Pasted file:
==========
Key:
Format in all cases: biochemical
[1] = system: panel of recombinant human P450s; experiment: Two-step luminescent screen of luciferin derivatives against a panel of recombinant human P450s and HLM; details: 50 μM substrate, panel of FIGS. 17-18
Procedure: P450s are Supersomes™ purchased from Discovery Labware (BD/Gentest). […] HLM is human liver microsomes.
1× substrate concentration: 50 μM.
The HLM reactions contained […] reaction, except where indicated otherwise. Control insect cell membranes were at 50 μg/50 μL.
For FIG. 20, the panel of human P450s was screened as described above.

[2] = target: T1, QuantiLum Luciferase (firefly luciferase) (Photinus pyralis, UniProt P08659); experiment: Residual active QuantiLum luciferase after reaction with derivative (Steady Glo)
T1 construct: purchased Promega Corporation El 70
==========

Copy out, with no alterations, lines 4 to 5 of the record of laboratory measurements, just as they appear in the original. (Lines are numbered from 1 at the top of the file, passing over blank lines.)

Procedure: P450s are Supersomes™ purchased from Discovery Labware (BD/Gentest). […] HLM is human liver microsomes.
1× substrate concentration: 50 μM.